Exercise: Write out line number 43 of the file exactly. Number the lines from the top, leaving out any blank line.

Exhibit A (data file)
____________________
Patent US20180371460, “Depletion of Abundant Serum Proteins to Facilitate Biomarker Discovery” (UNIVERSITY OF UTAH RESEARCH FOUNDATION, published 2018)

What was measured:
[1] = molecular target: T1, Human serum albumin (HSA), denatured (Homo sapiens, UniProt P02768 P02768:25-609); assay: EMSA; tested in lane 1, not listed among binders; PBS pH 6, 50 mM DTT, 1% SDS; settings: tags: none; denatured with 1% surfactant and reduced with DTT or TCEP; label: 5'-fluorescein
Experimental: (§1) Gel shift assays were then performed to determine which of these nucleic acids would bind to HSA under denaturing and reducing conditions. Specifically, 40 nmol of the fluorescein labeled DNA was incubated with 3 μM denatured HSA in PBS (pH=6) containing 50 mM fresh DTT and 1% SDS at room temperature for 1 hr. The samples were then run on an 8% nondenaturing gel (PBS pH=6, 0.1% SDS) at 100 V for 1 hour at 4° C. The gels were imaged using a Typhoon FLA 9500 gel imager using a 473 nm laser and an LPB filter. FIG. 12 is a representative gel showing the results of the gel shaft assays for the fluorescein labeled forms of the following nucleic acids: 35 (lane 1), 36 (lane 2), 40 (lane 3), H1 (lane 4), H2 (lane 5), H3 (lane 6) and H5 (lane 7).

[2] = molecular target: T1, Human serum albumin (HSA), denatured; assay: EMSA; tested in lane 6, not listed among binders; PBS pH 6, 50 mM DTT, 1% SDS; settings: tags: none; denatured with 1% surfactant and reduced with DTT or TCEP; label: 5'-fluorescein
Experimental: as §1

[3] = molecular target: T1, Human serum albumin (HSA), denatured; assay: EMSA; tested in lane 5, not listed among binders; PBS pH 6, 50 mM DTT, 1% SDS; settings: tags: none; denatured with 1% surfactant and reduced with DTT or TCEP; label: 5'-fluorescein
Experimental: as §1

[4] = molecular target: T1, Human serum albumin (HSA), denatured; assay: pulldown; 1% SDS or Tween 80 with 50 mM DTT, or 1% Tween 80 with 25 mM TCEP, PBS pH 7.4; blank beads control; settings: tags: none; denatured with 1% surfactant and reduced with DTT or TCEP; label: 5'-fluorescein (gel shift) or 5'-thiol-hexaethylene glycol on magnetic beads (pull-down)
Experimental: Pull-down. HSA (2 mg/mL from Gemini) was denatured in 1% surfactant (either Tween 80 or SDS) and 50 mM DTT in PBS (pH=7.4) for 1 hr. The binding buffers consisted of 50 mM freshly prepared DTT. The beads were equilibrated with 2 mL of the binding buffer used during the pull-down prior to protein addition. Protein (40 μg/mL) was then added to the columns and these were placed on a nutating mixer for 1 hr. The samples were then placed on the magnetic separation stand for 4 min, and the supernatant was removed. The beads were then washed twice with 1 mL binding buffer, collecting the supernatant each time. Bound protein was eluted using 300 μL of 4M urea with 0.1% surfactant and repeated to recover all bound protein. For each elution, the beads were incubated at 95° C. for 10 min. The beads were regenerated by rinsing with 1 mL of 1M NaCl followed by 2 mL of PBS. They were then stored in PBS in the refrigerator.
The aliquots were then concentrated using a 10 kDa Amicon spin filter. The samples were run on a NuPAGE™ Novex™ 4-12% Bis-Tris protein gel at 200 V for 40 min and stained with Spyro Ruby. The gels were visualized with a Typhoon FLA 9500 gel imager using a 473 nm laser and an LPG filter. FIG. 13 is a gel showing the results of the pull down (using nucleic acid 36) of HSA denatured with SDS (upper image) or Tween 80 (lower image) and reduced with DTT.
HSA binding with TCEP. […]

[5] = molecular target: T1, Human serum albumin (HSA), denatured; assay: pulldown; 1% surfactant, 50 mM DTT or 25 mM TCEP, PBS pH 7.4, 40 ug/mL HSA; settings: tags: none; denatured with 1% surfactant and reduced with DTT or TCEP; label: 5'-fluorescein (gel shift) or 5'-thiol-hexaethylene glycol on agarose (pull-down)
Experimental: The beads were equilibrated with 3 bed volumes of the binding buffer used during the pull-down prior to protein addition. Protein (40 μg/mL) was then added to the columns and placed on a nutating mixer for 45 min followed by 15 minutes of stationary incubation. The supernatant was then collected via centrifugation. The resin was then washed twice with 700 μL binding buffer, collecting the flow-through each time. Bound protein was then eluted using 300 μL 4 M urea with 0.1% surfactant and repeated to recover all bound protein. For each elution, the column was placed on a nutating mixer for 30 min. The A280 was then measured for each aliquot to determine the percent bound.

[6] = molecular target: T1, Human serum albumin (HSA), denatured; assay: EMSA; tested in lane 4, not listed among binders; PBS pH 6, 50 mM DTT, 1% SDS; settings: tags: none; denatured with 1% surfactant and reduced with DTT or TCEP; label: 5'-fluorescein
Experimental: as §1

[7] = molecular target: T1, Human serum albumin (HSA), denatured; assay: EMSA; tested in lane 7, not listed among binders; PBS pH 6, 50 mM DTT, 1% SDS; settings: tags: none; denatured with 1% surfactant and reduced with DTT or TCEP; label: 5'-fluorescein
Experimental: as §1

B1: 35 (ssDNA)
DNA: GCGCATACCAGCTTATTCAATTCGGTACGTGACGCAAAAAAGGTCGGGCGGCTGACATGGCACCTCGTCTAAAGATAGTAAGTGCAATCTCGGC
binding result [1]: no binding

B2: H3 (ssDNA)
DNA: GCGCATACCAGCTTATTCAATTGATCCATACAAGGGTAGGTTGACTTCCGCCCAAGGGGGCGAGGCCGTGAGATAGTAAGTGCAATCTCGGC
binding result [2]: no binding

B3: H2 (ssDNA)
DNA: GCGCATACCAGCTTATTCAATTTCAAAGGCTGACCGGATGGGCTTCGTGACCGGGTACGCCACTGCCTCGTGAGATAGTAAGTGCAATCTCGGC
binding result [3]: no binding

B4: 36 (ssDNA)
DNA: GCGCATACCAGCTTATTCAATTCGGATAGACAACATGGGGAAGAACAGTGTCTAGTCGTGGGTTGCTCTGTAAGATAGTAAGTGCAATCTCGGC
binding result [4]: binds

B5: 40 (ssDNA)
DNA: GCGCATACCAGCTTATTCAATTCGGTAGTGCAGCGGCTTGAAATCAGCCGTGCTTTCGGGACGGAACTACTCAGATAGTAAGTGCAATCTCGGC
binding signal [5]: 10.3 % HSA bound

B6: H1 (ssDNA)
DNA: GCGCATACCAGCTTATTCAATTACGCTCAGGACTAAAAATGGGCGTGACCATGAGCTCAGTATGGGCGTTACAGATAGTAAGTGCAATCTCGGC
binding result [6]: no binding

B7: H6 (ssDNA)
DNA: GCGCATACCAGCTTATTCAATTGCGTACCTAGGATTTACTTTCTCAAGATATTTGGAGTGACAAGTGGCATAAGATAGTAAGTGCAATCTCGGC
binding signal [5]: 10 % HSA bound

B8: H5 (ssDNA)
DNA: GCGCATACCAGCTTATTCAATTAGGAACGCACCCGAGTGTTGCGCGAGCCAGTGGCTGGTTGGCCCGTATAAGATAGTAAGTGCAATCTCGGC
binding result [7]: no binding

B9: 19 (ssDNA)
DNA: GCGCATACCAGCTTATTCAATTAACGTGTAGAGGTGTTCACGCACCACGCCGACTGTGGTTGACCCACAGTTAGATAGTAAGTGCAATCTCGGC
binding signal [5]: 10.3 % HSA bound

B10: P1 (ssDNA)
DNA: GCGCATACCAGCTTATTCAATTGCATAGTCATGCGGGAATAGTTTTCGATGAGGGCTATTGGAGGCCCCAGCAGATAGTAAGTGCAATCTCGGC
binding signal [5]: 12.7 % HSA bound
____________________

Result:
B9: 19 (ssDNA)